New location as of May 16, 2009:
655 Divisadero Street
San Francisco, CA 94117
Chef Mike Selvera
Dinner Monday through Saturday
Tried: April 2006 (Former location)
603 Bush Street
San Francisco, CA 94109
Bar Crudo can be described as a dressed-up version of Swan Oyster Depot or a Westernized version of a sushi bar. This tiny two-story restaurant, located next to the Tunnel Top, has a raw bar on the first floor and tables on the second floor, with several large modern art-like renditions of jellyfish hanging over the wrought iron staircase. The place exudes casual chic in both the atmosphere and the food. Given that crudos and seafood courses are generally my favorite parts of a tasting menu, dining at Bar Crudo is like getting to pick out and eat just the cookie dough chunks from a carton of vanilla ice cream. Maybe someone will next open an all foie gras restaurant or an all french fry restaurant!
The short menu, consisting of cold (oysters, clams, shrimp, crab, lobster, and raw fish preparations) and hot (chowder, mussels, seared scallops) seafood, is well conceived and well executed. The affordable wine list is similarly well thought-out and surprisingly extensive, with two sparkling wines, ten whites, and seven reds, most of which are available by the glass as well as by the bottle. The restaurant also offers twenty different beers, including a large variety of Belgian beers. I ordered a bottle of 2004 Verdejo and watched the chef rapidly and expertly shuck oysters, without any gloves or hand towels. Similar to a sushi restaurant, the best seats are at the bar where you can check out the action.
I ordered all of the crudos on the menu, including the Ono which was the special for the evening, and finished with the sherry duck liver mousse. It was one of the most refreshing and satisfying meals I could recall. The menu is very well priced, particularly given the quality and quantity of the seafood offerings: oysters at $2 each, each crudo plate between $9-$12, with the priciest item being the large seafood platter comprised of a dozen oysters, half a dozen clams, shrimp, and mussels, 1/2 crab, and 1/2 lobster for $65.
Of the crudos, my favorite was the Ono topped with enoki mushrooms, daikon sprouts, and tobiko, with a citrus vinaigrette. Micro-thin slices of fresh red jalapeno and droplets of sriracha sauce decorating the platter added a kick of spice to the fresh and meaty white fish, while the bright orange miniature pearls of tobiko provided saltiness as well as a satisfying tapioca-like texture that complemented the refreshing crunch of the green sprouts and the long delicate white mushrooms. I also quite enjoyed the arctic char. Scoops of tobiko turned green by the addition of wasabi topped the pieces of soft yellow-orange arctic char smothered with creamy horseradish, reminiscent of lox and cream cheese. I was less crazy about the sprigs of fresh dill on top as I found them a bit overpowering, but they were easy to remove. Another type of tobiko, this time flavored with habanero, topped the black bass crudo. Because the blood oranges were not fully ripe, they ended up being somewhat bitter. Nonetheless, they provided nice acidity and the bitterness was masked by the hard boiled quail eggs that came with the bass.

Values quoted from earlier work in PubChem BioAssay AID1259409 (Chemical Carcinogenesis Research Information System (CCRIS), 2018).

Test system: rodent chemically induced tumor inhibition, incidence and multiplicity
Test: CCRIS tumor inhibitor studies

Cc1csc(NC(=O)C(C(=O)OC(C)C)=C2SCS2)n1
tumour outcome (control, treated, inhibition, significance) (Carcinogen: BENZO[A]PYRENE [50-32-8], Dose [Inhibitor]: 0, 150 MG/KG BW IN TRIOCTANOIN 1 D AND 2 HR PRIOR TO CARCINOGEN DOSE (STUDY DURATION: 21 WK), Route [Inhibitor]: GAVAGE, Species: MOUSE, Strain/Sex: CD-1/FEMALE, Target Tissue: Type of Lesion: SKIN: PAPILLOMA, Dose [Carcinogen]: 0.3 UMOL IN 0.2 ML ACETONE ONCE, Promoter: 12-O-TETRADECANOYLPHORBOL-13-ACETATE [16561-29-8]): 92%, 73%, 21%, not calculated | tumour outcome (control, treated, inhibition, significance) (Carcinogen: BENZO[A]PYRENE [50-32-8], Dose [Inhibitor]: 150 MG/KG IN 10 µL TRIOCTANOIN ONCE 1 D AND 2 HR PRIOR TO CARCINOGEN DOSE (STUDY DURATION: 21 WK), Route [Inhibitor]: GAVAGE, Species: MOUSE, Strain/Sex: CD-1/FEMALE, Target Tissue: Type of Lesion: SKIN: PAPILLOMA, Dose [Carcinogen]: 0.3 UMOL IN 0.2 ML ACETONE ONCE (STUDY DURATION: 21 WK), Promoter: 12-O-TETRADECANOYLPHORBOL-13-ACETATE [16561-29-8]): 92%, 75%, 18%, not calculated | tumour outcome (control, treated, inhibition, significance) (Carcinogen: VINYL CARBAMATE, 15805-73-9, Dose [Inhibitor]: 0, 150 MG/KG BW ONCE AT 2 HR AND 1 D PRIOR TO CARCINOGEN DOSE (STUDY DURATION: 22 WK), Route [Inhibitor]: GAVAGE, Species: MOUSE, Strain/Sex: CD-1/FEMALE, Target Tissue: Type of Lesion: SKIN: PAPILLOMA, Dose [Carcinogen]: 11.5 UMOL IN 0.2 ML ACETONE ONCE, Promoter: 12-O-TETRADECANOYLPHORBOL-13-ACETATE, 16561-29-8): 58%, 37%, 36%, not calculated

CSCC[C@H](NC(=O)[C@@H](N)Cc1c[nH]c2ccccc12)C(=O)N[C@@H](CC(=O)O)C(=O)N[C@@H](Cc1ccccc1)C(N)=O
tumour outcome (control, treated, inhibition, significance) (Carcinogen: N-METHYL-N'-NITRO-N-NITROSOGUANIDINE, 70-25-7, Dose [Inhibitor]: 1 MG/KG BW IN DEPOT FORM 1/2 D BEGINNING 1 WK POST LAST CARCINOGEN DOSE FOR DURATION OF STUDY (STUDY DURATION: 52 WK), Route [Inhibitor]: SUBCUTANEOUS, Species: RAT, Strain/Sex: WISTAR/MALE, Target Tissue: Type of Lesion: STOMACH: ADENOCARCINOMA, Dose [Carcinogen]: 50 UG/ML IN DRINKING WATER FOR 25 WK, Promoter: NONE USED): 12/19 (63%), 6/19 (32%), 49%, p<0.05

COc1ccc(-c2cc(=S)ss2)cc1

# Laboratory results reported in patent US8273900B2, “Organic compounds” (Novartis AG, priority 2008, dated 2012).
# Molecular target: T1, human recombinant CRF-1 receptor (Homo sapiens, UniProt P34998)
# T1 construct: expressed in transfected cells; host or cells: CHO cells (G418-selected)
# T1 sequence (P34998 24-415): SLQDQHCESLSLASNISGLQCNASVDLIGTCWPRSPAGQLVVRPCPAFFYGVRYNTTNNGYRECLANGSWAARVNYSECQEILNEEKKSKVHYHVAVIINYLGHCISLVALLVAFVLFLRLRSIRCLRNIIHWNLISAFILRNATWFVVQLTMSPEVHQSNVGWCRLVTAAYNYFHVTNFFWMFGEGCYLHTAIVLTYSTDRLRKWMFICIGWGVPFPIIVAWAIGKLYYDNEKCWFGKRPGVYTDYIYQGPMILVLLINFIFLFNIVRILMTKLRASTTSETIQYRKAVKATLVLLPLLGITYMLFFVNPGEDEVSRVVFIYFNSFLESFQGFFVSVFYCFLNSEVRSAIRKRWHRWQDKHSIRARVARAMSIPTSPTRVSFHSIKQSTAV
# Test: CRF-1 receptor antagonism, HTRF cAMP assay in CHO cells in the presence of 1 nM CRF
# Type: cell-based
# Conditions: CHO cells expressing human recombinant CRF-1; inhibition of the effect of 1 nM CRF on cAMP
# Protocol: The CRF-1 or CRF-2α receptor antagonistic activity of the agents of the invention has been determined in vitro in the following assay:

The last two crudos were tuna and scallops. The large cubes of yellowfin tuna were as substantial as rare beef, and the ginger, soy, and sesame oil flavoring reminded me of spicy teriyaki, particularly with the thin julienned strips of scallions on top. The raw scallops with orange, fennel, olive, and mint was the only combination that I thought was not quite as successful as the others, as the delicate flavor of the scallops got lost in this otherwise tasty and novel flavor combination. I did, however, appreciate how fresh the scallops were.
Bar Crudo does not serve dessert, but the sherry duck liver mousse could be the next best thing. (For people who prefer savory to sweet like myself, it really is the best dessert on the planet.) The small white ramekin of creamy and nutty whipped foie gras, drizzled with sweet sherry, was the height of decadence. Smeared on thick grilled bread, with a side of pungent cornichons and pickled espelette peppers, it was a fabulous end to a great meal, made all the better by its reasonable prices.